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Syria can eliminate chemical arms despite war: top U.S. officer

General Martin E. Dempsey, chairman of the Joint Chiefs of Staff, presents the administration's case for U.S. military action against Syria
General Martin E. Dempsey, chairman of the Joint Chiefs of Staff, presents the administration's case for U.S. military action against Syria

WASHINGTON (Reuters) - The Syrian government still has effective control of its chemical weapons and should be able to transfer them to international inspectors for destruction despite the ongoing civil war, the top U.S. military officer said on Wednesday.

Army General Martin Dempsey, the chairman of the Joint Chiefs of Staff, acknowledged the conflict in Syria posed "a very challenging environment" for eliminating the weapons under a framework agreement reached by the United States and Russia.

"Indicators are at this point, though, that the regime does have control of its stockpile," Dempsey told a Pentagon news conference. "So long as they agree to the framework, which causes them to be responsible for the security, the movement, the protection of the ... inspectors, then I think ... it is feasible."

Dempsey said he was still concerned about the security of the stockpile, but added: "We've got to make sure we keep our eye on all these things."

"The framework calls for it to be controlled, destroyed or moved," he said. "And I think in some combination ... it is feasible. But those details will have to be worked out" by the Organization for the Prevention of Chemical Weapons, which has the lead on the issue.

Dempsey and Defense Secretary Chuck Hagel, who also attended the news conference, both said they were comfortable with the diplomatic process to try to eliminate Syria's chemical weapons.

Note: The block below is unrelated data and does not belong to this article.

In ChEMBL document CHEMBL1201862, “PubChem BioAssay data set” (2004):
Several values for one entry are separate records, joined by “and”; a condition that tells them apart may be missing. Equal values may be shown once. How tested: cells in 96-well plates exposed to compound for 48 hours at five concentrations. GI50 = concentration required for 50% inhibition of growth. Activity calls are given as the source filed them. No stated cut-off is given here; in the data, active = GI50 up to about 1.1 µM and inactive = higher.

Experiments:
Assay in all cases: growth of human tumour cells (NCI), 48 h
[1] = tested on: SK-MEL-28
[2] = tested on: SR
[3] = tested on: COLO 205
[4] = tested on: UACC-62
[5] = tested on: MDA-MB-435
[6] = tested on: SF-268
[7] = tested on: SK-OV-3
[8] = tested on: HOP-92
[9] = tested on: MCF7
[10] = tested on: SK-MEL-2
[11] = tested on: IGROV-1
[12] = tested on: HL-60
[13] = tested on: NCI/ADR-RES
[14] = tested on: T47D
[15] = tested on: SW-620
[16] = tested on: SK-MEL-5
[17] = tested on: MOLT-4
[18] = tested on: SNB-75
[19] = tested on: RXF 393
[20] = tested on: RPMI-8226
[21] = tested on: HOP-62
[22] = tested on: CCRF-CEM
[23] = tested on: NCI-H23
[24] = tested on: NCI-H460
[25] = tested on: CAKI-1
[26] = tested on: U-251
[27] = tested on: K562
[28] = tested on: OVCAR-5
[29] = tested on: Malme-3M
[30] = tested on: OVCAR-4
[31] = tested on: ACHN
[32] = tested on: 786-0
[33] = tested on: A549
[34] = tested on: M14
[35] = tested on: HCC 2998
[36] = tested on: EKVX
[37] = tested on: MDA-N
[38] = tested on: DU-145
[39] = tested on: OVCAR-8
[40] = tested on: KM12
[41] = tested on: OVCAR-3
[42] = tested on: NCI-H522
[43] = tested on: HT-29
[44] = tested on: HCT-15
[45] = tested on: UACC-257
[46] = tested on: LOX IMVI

President Barack Obama had been poised to order a strike against the government of President Bashar al-Assad, charging that Syrian forces had launched a wide-scale attack using sarin gas in a Damascus neighborhood, killing some 1,400 people, including hundreds of children.

Syria, at the urging of Russia, agreed in a last-minute diplomatic opening to join the convention banning chemical weapons and to hand over its arms to international inspectors.

"In terms of ... direct threats to U.S. interests, I think ... that the elimination of the Assad regime's chemical capability is right at the top," Dempsey said. "So if this process bears fruit and achieves its stated purpose, we will be in a better position."

Hagel said the diplomatic track was a "responsible, wise approach," but he said the threat of U.S. force against Syria had helped lead to diplomacy and should remain in place until an agreement is finalized.

(Reporting by David Alexander and Phil Stewart; Editing by David Storey)

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